Four hours of preplanned food preparation per week can change your life. Okay, so this sounds a little too good or may not even make sense, right? Maybe, but doing a few hours a week to plan, cook and prepare a healthy set of meals can and will be healthier for you than eating poor nutrition choices on the fly.
Busy lives, easy to grab processed foods or processed frozen health foods are neither that great or good for your health. The foods you consume need to be fresh with a high percentage of the food you consume being raw. Whole, fresh raw healthy foods have the highest concentration of nutrients, enzymes, and full fiber.
Here’s where all the new, sealable, fancy, plastic containers become your next best friend. People have been using reusable, sealable, plastic containers for a very long time to store leftovers. Often leftovers don’t make it back into the mix and get tossed out anyway. By planning your weekly nutrition program ahead of time, life can become simplified and eating healthy becomes a no-brainer.
Keep in mind for single people all the way up to large families, preplanned, fresh food preparation is very scalable. All you need is either more containers or bigger containers. Prepare your food position to nourish and satisfy, but not to over-consume. With preplanning, you can control calorie and macronutrient balance. Just a reminder that your macronutrients are carbohydrates, proteins, and fats. I would lean away from too many carbs and lean more toward high proteins and good fats.
The options are endless with recipes and blends of whole, fresh, cooked and raw foods that can be pulled together to make preplanned, healthy container meals.
Here is a series of food choices that you can use as a template to mix and match creating amazing ultra-healthy meals for an active, healthy lifestyle.
Start with these vegetables. This group is a great foundation and adds different choices and you improve your pre-prepped meals.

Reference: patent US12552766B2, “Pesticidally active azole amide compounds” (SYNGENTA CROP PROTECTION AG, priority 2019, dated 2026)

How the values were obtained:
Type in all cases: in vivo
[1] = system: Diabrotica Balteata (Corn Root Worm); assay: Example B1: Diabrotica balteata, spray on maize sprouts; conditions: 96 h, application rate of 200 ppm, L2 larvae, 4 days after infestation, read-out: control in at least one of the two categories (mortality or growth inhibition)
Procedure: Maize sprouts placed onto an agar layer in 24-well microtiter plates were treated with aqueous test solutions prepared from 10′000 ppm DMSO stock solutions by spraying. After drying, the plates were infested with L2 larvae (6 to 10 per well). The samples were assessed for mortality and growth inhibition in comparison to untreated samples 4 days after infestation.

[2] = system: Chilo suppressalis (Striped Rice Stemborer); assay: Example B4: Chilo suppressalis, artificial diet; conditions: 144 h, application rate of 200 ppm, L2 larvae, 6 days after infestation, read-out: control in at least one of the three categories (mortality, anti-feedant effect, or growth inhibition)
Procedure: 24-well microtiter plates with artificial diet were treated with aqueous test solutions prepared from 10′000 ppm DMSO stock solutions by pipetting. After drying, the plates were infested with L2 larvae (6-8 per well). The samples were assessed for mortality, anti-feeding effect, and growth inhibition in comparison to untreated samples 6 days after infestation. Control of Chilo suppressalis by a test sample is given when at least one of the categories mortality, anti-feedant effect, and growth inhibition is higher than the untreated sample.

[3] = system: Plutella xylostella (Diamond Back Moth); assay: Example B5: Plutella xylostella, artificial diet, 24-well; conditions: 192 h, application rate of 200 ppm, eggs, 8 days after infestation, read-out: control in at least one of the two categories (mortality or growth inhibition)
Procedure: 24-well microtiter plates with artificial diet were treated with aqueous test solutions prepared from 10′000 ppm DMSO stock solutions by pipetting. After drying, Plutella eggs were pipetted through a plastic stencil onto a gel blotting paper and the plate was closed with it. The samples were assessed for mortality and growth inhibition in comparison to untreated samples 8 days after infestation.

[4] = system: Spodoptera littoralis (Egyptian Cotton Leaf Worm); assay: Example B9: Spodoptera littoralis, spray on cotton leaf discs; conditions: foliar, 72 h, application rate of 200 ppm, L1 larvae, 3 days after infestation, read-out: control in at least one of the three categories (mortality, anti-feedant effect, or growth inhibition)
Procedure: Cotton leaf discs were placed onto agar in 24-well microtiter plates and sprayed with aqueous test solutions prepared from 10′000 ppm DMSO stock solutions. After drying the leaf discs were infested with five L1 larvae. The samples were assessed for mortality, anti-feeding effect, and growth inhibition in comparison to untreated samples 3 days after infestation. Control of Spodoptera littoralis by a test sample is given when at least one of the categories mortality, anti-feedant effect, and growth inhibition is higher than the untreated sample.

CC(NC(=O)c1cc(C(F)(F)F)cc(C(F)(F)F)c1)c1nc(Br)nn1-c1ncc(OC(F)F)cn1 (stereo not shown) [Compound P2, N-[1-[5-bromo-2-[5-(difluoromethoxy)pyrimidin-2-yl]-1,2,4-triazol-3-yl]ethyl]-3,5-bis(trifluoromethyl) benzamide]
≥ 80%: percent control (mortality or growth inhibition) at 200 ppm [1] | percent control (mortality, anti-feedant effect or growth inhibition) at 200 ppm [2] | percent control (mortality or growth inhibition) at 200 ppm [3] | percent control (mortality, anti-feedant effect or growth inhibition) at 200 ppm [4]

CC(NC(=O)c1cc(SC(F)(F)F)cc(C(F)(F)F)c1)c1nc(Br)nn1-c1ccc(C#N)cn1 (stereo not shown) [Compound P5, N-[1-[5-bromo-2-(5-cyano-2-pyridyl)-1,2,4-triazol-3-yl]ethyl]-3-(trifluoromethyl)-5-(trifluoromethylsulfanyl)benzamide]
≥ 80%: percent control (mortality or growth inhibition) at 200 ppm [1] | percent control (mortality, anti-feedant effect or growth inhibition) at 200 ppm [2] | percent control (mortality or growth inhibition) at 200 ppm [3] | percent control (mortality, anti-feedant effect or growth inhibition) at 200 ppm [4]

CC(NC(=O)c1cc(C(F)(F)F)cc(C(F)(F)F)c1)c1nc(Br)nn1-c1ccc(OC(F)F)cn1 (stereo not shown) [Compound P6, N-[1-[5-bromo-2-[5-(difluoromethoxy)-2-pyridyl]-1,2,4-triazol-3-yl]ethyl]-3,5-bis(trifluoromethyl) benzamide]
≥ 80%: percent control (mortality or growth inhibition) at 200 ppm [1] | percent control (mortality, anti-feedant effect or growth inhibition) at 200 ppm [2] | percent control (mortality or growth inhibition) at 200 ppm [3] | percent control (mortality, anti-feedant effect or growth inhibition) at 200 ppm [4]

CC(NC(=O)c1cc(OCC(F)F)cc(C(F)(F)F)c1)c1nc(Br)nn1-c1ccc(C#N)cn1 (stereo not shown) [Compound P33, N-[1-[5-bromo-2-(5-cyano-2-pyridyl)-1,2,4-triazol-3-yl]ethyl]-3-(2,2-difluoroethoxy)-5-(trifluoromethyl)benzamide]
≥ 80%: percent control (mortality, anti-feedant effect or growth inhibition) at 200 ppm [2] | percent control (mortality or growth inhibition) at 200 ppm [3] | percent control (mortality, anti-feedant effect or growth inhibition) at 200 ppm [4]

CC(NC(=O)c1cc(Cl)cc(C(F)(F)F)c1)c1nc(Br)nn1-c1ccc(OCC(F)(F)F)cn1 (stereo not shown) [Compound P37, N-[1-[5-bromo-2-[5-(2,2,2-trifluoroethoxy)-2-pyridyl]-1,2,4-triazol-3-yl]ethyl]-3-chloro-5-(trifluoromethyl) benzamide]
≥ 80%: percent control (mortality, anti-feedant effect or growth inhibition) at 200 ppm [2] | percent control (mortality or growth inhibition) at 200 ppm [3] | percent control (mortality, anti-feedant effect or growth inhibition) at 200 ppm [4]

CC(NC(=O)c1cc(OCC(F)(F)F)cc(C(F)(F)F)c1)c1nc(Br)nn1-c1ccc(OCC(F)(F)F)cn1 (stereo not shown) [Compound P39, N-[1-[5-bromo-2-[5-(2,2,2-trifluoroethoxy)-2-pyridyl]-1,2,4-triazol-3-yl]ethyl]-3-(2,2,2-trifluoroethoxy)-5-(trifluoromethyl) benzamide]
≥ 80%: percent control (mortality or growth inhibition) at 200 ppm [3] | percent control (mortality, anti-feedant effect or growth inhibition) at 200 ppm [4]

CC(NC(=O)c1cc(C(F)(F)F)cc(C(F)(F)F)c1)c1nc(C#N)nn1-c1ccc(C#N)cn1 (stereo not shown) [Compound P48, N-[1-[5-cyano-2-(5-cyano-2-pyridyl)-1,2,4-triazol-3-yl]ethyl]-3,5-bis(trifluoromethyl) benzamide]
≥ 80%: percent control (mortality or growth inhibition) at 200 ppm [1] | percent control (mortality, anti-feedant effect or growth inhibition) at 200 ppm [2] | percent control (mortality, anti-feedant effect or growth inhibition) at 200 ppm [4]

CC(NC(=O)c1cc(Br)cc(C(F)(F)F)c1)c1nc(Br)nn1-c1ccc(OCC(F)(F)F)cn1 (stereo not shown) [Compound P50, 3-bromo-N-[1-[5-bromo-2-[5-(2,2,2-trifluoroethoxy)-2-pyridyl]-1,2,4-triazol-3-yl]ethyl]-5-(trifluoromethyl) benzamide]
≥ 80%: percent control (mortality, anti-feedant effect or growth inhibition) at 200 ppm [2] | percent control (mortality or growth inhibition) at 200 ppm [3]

Arugula, asparagus, avocado, beets, bell peppers, baby spinach, bok choy, broccoli, Brussels sprouts, cabbage, cucumbers, green beans, jicama, kale, mushrooms, olives, peppers, peas, radish, Swiss chard, tomatoes
This next group falls into your daily starches. Keep in mind that overdoing these options can overload your carbohydrate intake
Potatoes, sweet potatoes, black rice, wild rice, yams
Perhaps you lean toward being a fruitarian or lean toward sweeter foods? Fruits make a simple go-to choice, especially berries, which are low on the glycemic index. A container of mixed fruits can carry you through a busy day and may be one of the easiest preplanned and prepared choices you can do.
Bananas, blackberries, blueberries, cantaloupe, cherries, cranberries, dates, figs, pineapple, raspberries, strawberries
Go nuts or at least add nuts and seeds to your salads, fruit bowls, and even cooked dishes. Fresh, whole nuts and seeds can add protein, fiber and a great source of healthy fats to your diet. They are filling and stay with you to keep your hunger in check.
Almonds, cacao (technically a bean), macadamia, pecans, pine nuts, pistachios, pumpkin seeds, sesame seeds, sunflower seeds, walnuts
For your meat protein group and assuming you are not vegan or vegetarian, these choices are pretty standard.
Lean beef or buffalo, chicken, pork, salmon, turkey, tuna
Another great source of protein and nutrients would be hard-boiled or scrambled eggs. Eggs in moderation and mixed with vegetable or grain free quiche recipes are perfect for a quick, healthy option if meats are not your thing.
Now, this aspect goes without saying, but seasoning your meals with fresh herbs and spices is essential to hold good flavor with premade stored meals. Try to use fresh basil, cilantro, peppers, parsley, and rosemary to make for delicious meal prep.
The bottom line to a healthy life and lifestyle is to eat whole, fresh foods every day. Eating fresh, nutritious meals every day can be difficult and there are way too many high-calorie fast food choices to reach for, so make homemade meal prep and planning a centerpiece to your healthy lifestyle change.
Judd Jones is a director for The Hagadone Corporation and Certified Health Coach.